Ford planning to announce 2 all-electric vehicle platforms with goal of new cars, SUVS & trucks

Posted at 7:14 AM, May 26, 2021
and last updated 2021-05-26 07:14:27-04

(WSYM) — Just one week after the big unveil of the all-electric Ford F-150 Lightning, the automaker is expected to make another major announcement surrounding the future of its electric fleet.

On Wednesday, the auto giant is slated to announce it's making two all-electric vehicle platforms by 2025. This would bring Ford closer to competitors Volkswagen and GM, both of which will have at least two EV platforms and have pledged tens of billions to further electrify their lineups.

The idea is that these two platforms will allow Ford to streamline its electric rollout globally. The automaker has previously said it will spend $22 billion through 2025 to electrify many of its vehicles, and obviously, a lot of promise has been placed on the F-150 Lightning.

"It's very important as people are starting to form their brands around electric vehicles that we're there early," CEO Jim Farley said last week at the Lightning unveil.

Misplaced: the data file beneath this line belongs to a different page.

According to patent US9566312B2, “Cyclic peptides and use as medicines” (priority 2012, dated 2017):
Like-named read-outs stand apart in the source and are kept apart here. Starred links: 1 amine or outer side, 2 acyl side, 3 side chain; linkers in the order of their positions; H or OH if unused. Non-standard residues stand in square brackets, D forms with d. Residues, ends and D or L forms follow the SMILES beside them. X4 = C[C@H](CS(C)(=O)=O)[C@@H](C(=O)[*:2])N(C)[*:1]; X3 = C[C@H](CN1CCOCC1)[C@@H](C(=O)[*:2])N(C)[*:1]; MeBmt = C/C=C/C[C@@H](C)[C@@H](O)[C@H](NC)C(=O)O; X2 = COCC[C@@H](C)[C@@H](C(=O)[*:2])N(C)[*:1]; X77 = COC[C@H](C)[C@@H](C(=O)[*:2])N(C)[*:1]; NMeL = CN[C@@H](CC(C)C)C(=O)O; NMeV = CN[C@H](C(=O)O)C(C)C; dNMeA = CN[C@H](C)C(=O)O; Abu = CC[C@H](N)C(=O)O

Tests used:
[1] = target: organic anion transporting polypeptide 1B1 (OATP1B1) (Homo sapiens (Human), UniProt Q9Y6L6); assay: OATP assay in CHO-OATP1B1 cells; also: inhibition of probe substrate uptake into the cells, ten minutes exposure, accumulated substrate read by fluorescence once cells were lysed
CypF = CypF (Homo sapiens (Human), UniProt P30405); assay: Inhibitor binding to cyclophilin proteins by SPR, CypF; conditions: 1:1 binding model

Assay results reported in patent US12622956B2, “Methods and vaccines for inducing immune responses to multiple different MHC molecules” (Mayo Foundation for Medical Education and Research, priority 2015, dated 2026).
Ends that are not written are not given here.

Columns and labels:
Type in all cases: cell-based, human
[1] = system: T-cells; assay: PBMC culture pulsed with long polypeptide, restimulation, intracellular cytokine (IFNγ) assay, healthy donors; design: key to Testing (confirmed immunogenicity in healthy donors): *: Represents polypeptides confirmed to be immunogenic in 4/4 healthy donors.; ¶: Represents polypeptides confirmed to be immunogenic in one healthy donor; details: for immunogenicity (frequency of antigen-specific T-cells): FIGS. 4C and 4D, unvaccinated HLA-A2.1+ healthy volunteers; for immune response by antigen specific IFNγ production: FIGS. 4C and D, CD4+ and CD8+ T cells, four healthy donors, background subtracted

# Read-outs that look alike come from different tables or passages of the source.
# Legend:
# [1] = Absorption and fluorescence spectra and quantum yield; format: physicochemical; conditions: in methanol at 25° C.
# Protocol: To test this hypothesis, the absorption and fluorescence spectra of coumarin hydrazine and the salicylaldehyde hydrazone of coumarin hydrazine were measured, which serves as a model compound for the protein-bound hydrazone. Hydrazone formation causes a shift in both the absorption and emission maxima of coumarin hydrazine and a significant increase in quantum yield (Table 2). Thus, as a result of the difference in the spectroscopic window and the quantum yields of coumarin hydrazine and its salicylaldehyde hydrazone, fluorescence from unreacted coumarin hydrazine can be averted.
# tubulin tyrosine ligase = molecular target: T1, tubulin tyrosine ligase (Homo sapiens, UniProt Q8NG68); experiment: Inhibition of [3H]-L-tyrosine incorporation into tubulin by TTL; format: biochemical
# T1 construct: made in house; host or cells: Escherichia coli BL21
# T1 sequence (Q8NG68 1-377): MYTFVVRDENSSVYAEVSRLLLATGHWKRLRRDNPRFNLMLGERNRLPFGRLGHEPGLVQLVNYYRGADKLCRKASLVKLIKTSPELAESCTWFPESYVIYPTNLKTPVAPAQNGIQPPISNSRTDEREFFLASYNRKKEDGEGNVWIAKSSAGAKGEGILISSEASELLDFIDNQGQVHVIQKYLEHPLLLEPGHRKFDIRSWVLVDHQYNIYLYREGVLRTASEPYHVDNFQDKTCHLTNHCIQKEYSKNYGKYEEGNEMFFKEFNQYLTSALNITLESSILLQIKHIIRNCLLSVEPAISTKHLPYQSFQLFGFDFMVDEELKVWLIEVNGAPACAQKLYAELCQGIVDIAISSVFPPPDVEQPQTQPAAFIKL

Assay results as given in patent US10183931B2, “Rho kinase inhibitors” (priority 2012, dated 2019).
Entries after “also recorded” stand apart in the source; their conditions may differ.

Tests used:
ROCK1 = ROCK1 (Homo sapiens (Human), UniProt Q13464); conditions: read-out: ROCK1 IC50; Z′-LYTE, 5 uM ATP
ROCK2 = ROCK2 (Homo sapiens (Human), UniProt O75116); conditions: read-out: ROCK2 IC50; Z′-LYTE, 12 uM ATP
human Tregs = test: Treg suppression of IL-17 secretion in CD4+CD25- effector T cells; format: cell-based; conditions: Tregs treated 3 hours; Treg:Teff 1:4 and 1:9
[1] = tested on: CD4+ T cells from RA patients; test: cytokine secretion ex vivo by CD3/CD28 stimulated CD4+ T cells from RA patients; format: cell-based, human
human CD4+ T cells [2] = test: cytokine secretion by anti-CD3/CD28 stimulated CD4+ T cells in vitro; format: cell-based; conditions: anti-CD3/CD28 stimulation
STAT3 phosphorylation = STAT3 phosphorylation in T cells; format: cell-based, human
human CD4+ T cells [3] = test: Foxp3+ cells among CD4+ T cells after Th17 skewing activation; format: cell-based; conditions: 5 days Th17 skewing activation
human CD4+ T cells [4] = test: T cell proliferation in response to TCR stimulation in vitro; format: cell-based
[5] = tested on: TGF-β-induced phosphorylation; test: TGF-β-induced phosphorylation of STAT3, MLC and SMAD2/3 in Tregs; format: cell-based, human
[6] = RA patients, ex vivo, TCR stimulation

The two all-electric platforms will give Ford somewhat of an architectural template to base many of its future EVs off of. Reuters reports Ford will develop one EV platform for full-size trucks and SUVs and another for cars and crossovers.

According to Reuter's sources, Ford will launch at least nine all-electic cars and crossovers and at least three electric trucks, vans and larger SUVs, including a second-gen F-150 Lighting and Mustang Mach-E.

The platform for the first-generation Lightning is based mostly on the traditional gas-powered F-150.

Ford is making its commitment to an electric future as well with the re-naming of its Van Dyke Transmission Plant in Sterling Heights to the Van Dyke Electric Powertrain Center.

Farley said the company is focusing on insourcing batteries, something expected to be further discussed during the investor's meeting on Wednesday morning.

"If you look at the chip shortage situation right now having a secure supply of batteries that we control, it's really important," Farley said.